My personal experience: I am a big coffee drinker and for me coffee is not so terrible like mint or garlic. But before or during homeopathic treatment I anyway don´t have so much need for coffee...and if I have I take it rather than to feel tortured with the treatment. I feel temporary change, but still the effect of the remedy.
Not to take coffee can have postivie effects on some patients of course, but then it should be made step by step and much before the treatment (not only during the treatmnet, or)?
Dear Miranda and Tihana ~ This is a great discussion and fabulous points have been made to help us decide how to run a practice. Unless a person wants to change their habits and makes every effort to do so, I do not think they will stop drinking coffee.
Using LMs or even just water doses of any potency is a method used to keep stimulating the vital force into action despite the intake of drugs, medications, coffee or other substances or even environmental hindrances or inharmonic relationships.
THE VITAL FORCE
Miranda hit upon an important idea. That the vital force is stimulated into action [the secondary response] to heal the mind, body and spirit. It is not the 'remedy' per se which does the healing work. So, a change in environment, relationship, nutritional intake and many other factors can improve quality of life as the soul lives in a better space. A kind word can make a person's heart smile and lift the spirits. The similimum can 'stimulate' the body into a healing response.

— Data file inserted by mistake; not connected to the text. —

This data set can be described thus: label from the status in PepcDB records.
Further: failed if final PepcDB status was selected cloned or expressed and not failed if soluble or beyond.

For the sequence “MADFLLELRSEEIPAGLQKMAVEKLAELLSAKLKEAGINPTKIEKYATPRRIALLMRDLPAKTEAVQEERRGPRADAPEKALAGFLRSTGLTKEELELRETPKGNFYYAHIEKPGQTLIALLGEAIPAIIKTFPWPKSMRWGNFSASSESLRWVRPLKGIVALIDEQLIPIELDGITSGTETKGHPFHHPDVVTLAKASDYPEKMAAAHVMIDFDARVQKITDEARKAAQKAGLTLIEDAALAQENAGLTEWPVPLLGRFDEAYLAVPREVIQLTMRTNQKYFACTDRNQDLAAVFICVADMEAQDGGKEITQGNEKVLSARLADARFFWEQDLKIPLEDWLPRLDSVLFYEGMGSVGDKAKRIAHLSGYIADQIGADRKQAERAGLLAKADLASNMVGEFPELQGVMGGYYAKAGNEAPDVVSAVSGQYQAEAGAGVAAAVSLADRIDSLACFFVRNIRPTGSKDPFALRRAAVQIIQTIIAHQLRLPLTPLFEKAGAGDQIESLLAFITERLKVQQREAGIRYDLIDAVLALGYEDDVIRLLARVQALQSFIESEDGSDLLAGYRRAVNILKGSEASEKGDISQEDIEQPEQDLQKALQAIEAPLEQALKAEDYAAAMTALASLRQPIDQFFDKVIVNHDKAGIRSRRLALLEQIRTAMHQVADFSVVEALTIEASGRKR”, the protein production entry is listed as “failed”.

Tihana also brought up the idea that we live in an historical period which tells our concepts of our generation. What is acceptable scientific or ethical theory of one day may change as time progresses.
Please elaborate on this sections: "On the other hand, those extracts obtained by means of acids of the so-called alkaloids of plants, are exposed to great variety in their preparation (for instance, chinin, strychnine, morphine), and can, therefore, not be accepted by the homœopathic physician as simple medicines, always the same, especially as he possesses, in the plants themselves, in their natural state (Peruvian bark, nux vomica, opium) every quality necessary for healing. Moreover, the alkaloids are not the only constituents of the plants."
I know that these substances are listed in our Materia Medica, therefore, I presume they are used in homeopathic potency for healing, as well as many tissue organs [isopathy].
The last paragraph is also unclear as it relates to society today. Has coffee and tea drinking become such a habitual that it has put down a disease layer? Or has it become acclimated to the human body as to not cause infirmary, except in the sensitive? Is it the quantity, type, frequency and time of day of imbibing these drinks that makes a difference? What about the processing methods which may vastly differ from Hahnemann's time?
hi peter, as a homeopath i have never found coffee to have any effect on remedies. i don,t drink it all that often myself but have never sreered away from it while taking remedies myself or advised any of my clients to avoid it either. never had any problems this is just my personal experience.